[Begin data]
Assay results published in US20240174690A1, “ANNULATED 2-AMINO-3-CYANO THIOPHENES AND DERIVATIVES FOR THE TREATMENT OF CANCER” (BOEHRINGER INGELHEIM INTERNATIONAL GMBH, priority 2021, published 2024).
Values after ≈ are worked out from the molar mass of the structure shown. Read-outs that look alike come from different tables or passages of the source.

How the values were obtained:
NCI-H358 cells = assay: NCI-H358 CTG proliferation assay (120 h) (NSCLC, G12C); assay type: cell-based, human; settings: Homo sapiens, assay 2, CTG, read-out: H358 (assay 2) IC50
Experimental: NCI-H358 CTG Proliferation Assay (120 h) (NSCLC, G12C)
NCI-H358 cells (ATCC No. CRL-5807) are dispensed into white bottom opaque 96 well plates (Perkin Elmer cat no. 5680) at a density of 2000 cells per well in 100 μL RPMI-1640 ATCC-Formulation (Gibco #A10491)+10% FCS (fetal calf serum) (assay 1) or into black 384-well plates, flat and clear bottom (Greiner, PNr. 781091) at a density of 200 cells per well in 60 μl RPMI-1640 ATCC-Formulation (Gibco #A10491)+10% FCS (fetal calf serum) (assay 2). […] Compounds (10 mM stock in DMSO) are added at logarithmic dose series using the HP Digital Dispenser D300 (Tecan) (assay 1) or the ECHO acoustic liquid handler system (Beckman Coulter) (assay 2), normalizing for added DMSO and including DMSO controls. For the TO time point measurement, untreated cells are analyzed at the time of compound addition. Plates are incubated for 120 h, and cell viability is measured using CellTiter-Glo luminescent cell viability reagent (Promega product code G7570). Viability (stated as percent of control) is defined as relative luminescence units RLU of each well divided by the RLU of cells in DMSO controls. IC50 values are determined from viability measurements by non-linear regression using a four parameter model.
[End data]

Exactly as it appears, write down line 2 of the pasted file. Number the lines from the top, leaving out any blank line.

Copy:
Values after ≈ are worked out from the molar mass of the structure shown. Read-outs that look alike come from different tables or passages of the source.